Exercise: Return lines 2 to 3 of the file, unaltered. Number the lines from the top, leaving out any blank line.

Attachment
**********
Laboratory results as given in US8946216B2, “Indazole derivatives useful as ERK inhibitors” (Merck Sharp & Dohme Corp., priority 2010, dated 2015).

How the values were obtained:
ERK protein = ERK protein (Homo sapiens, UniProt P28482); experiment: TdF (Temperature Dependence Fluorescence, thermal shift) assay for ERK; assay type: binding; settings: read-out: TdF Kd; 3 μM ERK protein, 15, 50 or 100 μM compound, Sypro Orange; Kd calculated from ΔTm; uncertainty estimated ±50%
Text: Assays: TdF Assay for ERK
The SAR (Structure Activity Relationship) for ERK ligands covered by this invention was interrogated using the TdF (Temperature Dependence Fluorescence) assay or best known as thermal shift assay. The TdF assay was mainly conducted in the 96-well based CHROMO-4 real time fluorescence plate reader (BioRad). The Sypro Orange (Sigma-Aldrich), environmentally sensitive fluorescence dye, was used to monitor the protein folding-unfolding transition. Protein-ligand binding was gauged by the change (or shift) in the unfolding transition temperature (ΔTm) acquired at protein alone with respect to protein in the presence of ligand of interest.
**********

How the values were obtained:
ERK protein = ERK protein (Homo sapiens, UniProt P28482); experiment: TdF (Temperature Dependence Fluorescence, thermal shift) assay for ERK; assay type: binding; settings: read-out: TdF Kd; 3 μM ERK protein, 15, 50 or 100 μM compound, Sypro Orange; Kd calculated from ΔTm; uncertainty estimated ±50%